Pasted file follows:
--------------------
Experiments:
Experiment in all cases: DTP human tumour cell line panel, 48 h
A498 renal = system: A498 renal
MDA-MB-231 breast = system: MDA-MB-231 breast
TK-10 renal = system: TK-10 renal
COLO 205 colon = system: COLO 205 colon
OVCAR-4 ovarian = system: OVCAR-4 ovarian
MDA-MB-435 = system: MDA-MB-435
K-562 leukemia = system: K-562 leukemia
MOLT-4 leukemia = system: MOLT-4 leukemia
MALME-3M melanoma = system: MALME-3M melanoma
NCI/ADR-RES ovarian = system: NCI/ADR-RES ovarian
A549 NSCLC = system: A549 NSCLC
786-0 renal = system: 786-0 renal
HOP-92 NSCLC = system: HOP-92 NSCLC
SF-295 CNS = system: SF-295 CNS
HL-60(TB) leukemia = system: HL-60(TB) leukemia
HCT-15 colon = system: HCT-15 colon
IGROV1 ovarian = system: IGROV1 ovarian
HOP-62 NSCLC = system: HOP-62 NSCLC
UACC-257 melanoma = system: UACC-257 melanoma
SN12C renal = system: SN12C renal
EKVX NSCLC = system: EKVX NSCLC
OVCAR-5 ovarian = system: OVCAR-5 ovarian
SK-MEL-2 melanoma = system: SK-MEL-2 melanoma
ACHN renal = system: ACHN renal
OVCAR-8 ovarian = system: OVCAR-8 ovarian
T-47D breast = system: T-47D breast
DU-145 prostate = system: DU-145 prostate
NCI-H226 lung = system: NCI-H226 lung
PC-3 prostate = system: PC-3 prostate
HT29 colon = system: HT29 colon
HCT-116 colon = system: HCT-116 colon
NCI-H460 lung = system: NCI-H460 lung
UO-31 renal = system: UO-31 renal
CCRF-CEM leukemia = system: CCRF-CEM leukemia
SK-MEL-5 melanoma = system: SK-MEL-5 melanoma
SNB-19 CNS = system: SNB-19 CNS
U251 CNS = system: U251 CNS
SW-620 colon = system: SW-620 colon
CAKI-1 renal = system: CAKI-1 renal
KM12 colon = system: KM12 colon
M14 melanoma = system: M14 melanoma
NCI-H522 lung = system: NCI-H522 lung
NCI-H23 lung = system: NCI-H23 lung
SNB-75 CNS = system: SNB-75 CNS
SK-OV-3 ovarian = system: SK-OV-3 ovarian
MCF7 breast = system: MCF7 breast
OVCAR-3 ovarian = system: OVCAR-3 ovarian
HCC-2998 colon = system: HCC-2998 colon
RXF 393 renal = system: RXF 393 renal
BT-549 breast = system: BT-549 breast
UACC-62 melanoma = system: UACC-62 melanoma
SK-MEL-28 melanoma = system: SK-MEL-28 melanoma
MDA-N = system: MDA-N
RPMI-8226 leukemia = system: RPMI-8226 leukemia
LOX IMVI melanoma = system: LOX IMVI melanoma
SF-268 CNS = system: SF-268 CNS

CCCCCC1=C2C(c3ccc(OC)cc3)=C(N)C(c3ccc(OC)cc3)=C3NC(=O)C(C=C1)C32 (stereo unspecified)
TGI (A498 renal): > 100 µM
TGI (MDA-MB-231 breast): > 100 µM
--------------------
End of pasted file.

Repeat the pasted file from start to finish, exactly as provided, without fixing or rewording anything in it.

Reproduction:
Experiments:
Experiment in all cases: DTP human tumour cell line panel, 48 h
A498 renal = system: A498 renal
MDA-MB-231 breast = system: MDA-MB-231 breast
TK-10 renal = system: TK-10 renal
COLO 205 colon = system: COLO 205 colon
OVCAR-4 ovarian = system: OVCAR-4 ovarian
MDA-MB-435 = system: MDA-MB-435
K-562 leukemia = system: K-562 leukemia
MOLT-4 leukemia = system: MOLT-4 leukemia
MALME-3M melanoma = system: MALME-3M melanoma
NCI/ADR-RES ovarian = system: NCI/ADR-RES ovarian
A549 NSCLC = system: A549 NSCLC
786-0 renal = system: 786-0 renal
HOP-92 NSCLC = system: HOP-92 NSCLC
SF-295 CNS = system: SF-295 CNS
HL-60(TB) leukemia = system: HL-60(TB) leukemia
HCT-15 colon = system: HCT-15 colon
IGROV1 ovarian = system: IGROV1 ovarian
HOP-62 NSCLC = system: HOP-62 NSCLC
UACC-257 melanoma = system: UACC-257 melanoma
SN12C renal = system: SN12C renal
EKVX NSCLC = system: EKVX NSCLC
OVCAR-5 ovarian = system: OVCAR-5 ovarian
SK-MEL-2 melanoma = system: SK-MEL-2 melanoma
ACHN renal = system: ACHN renal
OVCAR-8 ovarian = system: OVCAR-8 ovarian
T-47D breast = system: T-47D breast
DU-145 prostate = system: DU-145 prostate
NCI-H226 lung = system: NCI-H226 lung
PC-3 prostate = system: PC-3 prostate
HT29 colon = system: HT29 colon
HCT-116 colon = system: HCT-116 colon
NCI-H460 lung = system: NCI-H460 lung
UO-31 renal = system: UO-31 renal
CCRF-CEM leukemia = system: CCRF-CEM leukemia
SK-MEL-5 melanoma = system: SK-MEL-5 melanoma
SNB-19 CNS = system: SNB-19 CNS
U251 CNS = system: U251 CNS
SW-620 colon = system: SW-620 colon
CAKI-1 renal = system: CAKI-1 renal
KM12 colon = system: KM12 colon
M14 melanoma = system: M14 melanoma
NCI-H522 lung = system: NCI-H522 lung
NCI-H23 lung = system: NCI-H23 lung
SNB-75 CNS = system: SNB-75 CNS
SK-OV-3 ovarian = system: SK-OV-3 ovarian
MCF7 breast = system: MCF7 breast
OVCAR-3 ovarian = system: OVCAR-3 ovarian
HCC-2998 colon = system: HCC-2998 colon
RXF 393 renal = system: RXF 393 renal
BT-549 breast = system: BT-549 breast
UACC-62 melanoma = system: UACC-62 melanoma
SK-MEL-28 melanoma = system: SK-MEL-28 melanoma
MDA-N = system: MDA-N
RPMI-8226 leukemia = system: RPMI-8226 leukemia
LOX IMVI melanoma = system: LOX IMVI melanoma
SF-268 CNS = system: SF-268 CNS

CCCCCC1=C2C(c3ccc(OC)cc3)=C(N)C(c3ccc(OC)cc3)=C3NC(=O)C(C=C1)C32 (stereo unspecified)
TGI (A498 renal): > 100 µM
TGI (MDA-MB-231 breast): > 100 µM